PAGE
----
“I can’t say that I like the bisniss,” said Hanks; “but I think I’ll accept this offer. Offutt is a capital feller, and I would go on such a trip for him a leetle quicker than I would for anybody else.”

“Agreed,” was John Johnston’s laconic way of saying that he would go. The fact was, Offutt had made them a very generous offer—larger pay than any one of them had ever received.

It was February 1831 when Offutt made the offer; and early in March the fortunate trio left home to meet Offutt at Springfield, according to arrangement. They proceeded down the Sangamon in a canoe to Jamestown (then known as Judy’s Ferry), five miles east of Springfield. Thence they walked to Springfield, where they met Offutt at “Elliott’s Tavern.” Offutt met Abraham with a look of surprise. He was not expecting to see a giant, although Hanks told him that his relative was the tallest man in Illinois; nor was he expecting to see a man as green as he was tall. However, they were soon on the best of terms, and Offutt said,—

“I’ve been badly disappointed; expected a boat built by this time, at the mouth of Spring Creek, but I learned yesterday that it wan’t touched; and now what’s to be done?”

“Build a boat at once,” answered Abraham, with a promptness that won Offutt’s heart.

“Can you build a boat?” asked Offutt.

“Of course I can,” replied Abraham. “We three can put the job through in three weeks.”

“We’ll have the boat, then, in short order,” responded Offutt. “Plenty of timber at Spring Creek, and we can raft it down to Sangamontown, and build the boat there.”

They repaired to Spring Creek, and spent about two weeks there cutting timber “on Congress land,” boarding a full mile from their work. While there, Abraham walked back to Judy’s Ferry, ten miles distant, and brought down the canoe which they had left there. The timber was rafted down to Sangamontown, where Abraham and his two companions erected a shanty for temporary shelter. Here they boarded themselves, Abraham playing the part of “cook,” to the entire satisfaction of the two Johns. The lumber was sawed at Kilpatrick’s mill, one mile and a half distant. With all these inconveniences, the boat was ready for the trip within four weeks, and a very substantial boat it was.

Offutt joined the party at Sangamontown, and was present during the construction of the boat. He soon learned that the long, tall, and green Abraham was a young man of rare talents. Offutt was a Whig, and so was Abraham now, although the latter was not willing to hear the former abuse Jackson. Offutt indulged his pique in this line, and Abraham met him squarely, and hot discussions followed, enlivening the camp and making merry times. Offutt was quite a politician, but Abraham was more than a match for him. His familiarity with the lives of a few of the great men of the country, and the habits, customs, and principles of their times, gave him a decided advantage over Offutt. Abraham often contributed to the merriment of the camp by reciting “prose-like orations” and quoting poetry. He also extracted a large amount of fun out of his new occupation—that of “cook.” On the whole, the two weeks at boat-building were merry ones, and they quickly sped.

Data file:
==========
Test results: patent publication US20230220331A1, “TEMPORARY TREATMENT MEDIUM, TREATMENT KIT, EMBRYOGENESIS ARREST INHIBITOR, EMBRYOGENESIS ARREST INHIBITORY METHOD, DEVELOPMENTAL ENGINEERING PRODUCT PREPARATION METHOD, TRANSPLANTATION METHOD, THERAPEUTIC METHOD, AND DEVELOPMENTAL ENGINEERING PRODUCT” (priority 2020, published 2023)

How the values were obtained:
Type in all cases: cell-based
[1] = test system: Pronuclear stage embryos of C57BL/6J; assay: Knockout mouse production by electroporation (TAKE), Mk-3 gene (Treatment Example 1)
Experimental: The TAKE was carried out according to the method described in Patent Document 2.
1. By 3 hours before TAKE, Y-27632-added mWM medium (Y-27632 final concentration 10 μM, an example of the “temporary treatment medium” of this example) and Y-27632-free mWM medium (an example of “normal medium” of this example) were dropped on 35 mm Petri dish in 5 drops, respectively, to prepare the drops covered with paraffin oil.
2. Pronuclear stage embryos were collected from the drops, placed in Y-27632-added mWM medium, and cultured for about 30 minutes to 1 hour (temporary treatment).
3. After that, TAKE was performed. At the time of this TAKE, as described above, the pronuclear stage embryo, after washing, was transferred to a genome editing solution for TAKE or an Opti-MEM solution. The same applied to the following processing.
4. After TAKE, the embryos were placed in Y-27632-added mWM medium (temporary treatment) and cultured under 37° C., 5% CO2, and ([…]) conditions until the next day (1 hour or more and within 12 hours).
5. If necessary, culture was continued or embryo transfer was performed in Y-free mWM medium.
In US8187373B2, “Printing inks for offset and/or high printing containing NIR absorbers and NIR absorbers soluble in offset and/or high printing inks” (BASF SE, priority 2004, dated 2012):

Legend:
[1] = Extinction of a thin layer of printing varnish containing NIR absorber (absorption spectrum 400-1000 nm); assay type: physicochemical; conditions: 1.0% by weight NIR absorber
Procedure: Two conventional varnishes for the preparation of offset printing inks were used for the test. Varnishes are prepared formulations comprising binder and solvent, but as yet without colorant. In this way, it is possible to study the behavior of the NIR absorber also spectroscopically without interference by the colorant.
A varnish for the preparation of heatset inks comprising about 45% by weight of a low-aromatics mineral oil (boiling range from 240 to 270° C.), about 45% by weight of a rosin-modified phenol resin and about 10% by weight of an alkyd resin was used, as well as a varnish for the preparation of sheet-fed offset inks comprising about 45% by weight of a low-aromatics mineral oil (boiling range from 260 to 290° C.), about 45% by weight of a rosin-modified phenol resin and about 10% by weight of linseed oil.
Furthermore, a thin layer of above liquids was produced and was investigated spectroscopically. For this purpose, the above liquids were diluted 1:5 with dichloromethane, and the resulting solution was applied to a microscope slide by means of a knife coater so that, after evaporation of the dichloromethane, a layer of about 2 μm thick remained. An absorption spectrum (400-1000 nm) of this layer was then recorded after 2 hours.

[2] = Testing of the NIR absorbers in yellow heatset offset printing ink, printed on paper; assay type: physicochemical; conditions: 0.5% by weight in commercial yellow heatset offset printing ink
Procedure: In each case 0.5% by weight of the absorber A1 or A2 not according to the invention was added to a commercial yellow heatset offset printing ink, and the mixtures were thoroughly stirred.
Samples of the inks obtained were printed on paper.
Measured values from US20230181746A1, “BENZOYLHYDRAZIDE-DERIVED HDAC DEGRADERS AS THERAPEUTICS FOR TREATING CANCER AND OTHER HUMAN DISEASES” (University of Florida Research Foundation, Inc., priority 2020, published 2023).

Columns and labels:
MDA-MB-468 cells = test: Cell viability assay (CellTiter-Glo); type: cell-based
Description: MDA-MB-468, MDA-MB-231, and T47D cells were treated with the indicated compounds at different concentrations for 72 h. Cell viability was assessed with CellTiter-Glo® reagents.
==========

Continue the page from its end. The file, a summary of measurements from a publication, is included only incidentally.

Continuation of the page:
While the little company were employed at Sangamontown, a juggler gave an exhibition in the upper room of John Carman’s house. Another says: “Abe went to it dressed in a suit of rough bluejeans. He had on shoes, but the trousers did not reach them by about twelve inches; and the naked shin, which had excited John Romine’s laughter years ago in Indiana, was still exposed. Between the roundabout and the waist of the trousers there was another wide space uncovered; and, considering these defects, his attire was thought to be somewhat inelegant, even in those times. His hat, however, was a great improvement on coon skins and opossum. It was woollen, broad-brimmed and low-crowned. In his hat ‘the showman cooked eggs.’ Whilst Abe was handing it up to him, after the man had long sought for a similar favour from the rest of the audience, he remarked, ‘Mister, the reason I didn’t give you my hat before was out of respect to your eggs, not care for my hat.’ ”

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